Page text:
Computer Crime Research Center

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Child Pornography on the Internet--What to do?

Date: June 24, 2004
Source: Computer Crime Research Center
By: Robert T DeMarco

If you are a parent of a child between the ages of 10-17 it is likely that your child is receiving unsolicited pornographic images. These are typically sent by “bots” to everyone who enters a chat room where children congregate. If you don’t believe this then all you need to do is set up a profile describing yourself as a 14 year old and start entering a few chat rooms. It will not be long before you will start getting bombarded by unsolicited instant messages (IMs) with embedded hyperlinks that lead to pornography. It also won’t be long before you receive IMs from anonymous strangers asking you what you are wearing and asking questions of a sexual nature. Some of these anonymous strangers are adults disguised as kids looking for vulnerable or inquisitive kids. When this occurs you become a candidate for a more sinister and illegal form of pornography–child pornography.


Recently, I wrote a series of articles about pedophilia and child pornography on the Internet. As a result, many people asked me to write an article about what to do when a child receives a pornographic image or a sexual solicitation while on the Internet. There are three good ways to deal with this problem: use the CyberTipline offered by the National Center for Missing and Exploited Children (NCMEC), contact the Internet Crimes Against Children Task Force (ICAC) unit near you, or call your local law enforcement department and ask for the Internet crimes unit. I will explain the importance of taking action below.


The best way to report a crime against a child is by using the National Center for Missing and Exploited Children CyberTipline. The CyberTipline contains unique categories for:


Possession, manufacture, and distribution of child pornography
unsolicited obscene material sent to a child
online enticement of children for sexual acts
child prostitution
and, child sexual molestation (not in the family)


While each report section asks for specific information it is important to try and capture the information when you first notice the problem. Where did the incident occur (which ISP, which domain name)? The screen name or email address of the perpetrator. And to copy any email, instant message, or the image if it is separate from a webpage (if it comes as an attachment).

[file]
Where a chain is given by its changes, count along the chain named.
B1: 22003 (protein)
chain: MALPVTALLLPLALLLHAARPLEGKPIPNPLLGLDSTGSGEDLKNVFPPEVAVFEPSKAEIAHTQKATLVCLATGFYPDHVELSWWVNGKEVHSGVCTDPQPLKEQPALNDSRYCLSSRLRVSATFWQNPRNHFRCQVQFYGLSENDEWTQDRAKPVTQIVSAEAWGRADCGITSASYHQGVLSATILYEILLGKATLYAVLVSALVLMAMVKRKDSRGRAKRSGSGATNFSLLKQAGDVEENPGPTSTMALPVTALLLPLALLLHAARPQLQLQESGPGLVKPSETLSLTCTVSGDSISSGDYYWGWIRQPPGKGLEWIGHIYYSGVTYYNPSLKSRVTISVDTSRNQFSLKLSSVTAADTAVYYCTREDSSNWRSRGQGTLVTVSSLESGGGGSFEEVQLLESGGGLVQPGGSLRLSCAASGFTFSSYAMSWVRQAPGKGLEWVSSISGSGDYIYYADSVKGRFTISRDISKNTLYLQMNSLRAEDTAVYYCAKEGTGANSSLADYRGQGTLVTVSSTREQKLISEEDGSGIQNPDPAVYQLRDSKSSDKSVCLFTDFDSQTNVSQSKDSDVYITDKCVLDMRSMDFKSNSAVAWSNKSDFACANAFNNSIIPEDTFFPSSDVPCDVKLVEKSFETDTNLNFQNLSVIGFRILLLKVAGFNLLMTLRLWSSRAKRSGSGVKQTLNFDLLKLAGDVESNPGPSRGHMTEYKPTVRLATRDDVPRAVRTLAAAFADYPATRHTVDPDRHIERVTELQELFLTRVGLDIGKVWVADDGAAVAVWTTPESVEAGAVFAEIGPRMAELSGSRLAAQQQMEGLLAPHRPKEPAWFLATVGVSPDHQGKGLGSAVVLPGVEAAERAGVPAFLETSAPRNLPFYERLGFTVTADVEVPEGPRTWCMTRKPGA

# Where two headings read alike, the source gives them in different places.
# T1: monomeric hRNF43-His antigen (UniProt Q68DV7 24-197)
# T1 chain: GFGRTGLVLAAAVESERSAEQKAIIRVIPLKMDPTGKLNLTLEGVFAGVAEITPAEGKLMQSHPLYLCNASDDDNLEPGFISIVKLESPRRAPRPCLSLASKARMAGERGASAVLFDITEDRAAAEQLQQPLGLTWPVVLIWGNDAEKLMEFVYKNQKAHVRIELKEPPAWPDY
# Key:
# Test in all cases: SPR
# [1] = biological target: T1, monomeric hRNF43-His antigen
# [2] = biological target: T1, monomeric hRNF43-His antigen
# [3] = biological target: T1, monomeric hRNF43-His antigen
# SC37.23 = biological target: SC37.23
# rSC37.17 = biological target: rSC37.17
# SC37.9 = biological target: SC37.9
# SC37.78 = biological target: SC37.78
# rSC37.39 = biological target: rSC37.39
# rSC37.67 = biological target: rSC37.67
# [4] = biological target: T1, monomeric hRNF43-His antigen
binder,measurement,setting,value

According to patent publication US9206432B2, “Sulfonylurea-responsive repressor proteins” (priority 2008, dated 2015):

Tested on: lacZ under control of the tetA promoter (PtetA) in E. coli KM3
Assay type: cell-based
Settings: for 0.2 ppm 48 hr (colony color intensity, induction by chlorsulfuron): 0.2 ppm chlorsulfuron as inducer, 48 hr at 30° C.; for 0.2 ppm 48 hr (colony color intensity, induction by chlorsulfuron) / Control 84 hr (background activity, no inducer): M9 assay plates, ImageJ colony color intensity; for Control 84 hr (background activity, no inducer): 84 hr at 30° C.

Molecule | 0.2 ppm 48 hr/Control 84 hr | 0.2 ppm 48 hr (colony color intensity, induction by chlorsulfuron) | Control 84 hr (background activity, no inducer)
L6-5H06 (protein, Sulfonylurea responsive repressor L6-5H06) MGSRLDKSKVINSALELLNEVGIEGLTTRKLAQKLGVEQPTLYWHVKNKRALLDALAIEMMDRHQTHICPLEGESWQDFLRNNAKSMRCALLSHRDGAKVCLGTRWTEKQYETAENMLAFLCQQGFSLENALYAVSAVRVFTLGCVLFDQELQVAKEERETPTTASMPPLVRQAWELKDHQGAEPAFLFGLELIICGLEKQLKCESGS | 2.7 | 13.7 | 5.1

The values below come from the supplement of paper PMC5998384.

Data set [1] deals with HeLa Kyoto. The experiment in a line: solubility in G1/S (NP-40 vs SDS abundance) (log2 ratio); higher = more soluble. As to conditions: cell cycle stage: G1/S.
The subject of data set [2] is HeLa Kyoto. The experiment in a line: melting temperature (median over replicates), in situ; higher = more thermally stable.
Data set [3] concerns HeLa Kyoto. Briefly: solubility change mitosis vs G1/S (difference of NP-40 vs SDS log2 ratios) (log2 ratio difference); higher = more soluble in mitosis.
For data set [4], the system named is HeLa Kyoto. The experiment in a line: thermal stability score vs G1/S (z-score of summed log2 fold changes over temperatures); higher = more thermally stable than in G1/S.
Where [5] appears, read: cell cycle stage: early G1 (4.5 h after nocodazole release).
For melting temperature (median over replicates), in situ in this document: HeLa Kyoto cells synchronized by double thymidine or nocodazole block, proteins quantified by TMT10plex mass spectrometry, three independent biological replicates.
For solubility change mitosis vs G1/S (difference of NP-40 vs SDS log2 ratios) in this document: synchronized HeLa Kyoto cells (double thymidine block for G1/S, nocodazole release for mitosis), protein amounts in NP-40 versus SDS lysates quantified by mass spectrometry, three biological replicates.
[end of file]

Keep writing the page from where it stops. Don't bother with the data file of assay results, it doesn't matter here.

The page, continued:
NCMEC maintains a very sophisticated database in conjunction with the FBI. By sending the image to them, you could accomplish more than you might imagine. The FBI has a specific methodology of examining each image. In effect, each image is like a partial fingerprint. If they can associate a series of images they might actually be able to identify a specific place where the image was taken (a state, city, or country). Over time as they collect information they can narrow the geographic area to the point where they can then get the picture of the child to local law enforcement which then might be able to identify the child and identify the perpetrator of the crime. So while it will take several minutes to report the incident you might be the one person who helps save the life and future of the victim–the child. In 2003, NCMEC received more than 200,000 images via its CyberTipline. I can assure you only a tiny fraction of parents are aware of this resource.


If you prefer you can locate the Internet Crimes Against Children Task Force near you. The detectives that work in these units are specifically trained to handle crimes against children. In some cases, they might want to assume the identity (screen name persona) of your child with the express purpose of bringing the perpetrator of the crime into the real world where the “perp” will be arrested.


The easiest, but not necessarily the most effective action, is to call your local police department and ask for the Internet crimes department. If they don’t have the appropriate person on staff, they will know what to do next.


While I know that the detectives working in Internet crime unit are doing a great job, I also know they are buried under a never ending and still growing number of cases. Over time I have come to believe that one of the most effective ways to combat this sinister problem is get more parents and teachers involved. I will continue to write on this issue and explain my growing belief that teachers might be the most effective deterrent to these perpetrators of crimes against children. I’ll tackle that issue shortly.


If you are interested in reading more on this issue go to Watch Right Internet Crimes Against Children Weblog


Teachers, parents and law enforcement agencies can get a free syndicated news feed for their Home Pages at Watch Right Internet Crimes Against Children Syndicated Feed


About the Author


Robert T DeMarco is CEO of IP Group in Herndon VA. IP Group offers software communication tools for use on the Internet. These include: PowerTools, Watch Right, Always on Time and IM Frame. Mr. DeMarco is the author/editor of several Weblogs and is also a member of the High Tech Crimes Industry Association (HTCIA).


Robert T DeMarco
rtdemarco@aol.com

Other Resources and Blogs


National Center for Missing and Exploited Children

U.S. Federal Bureau of Investigation

U.S. Customs Child Pornography Enforcement Program




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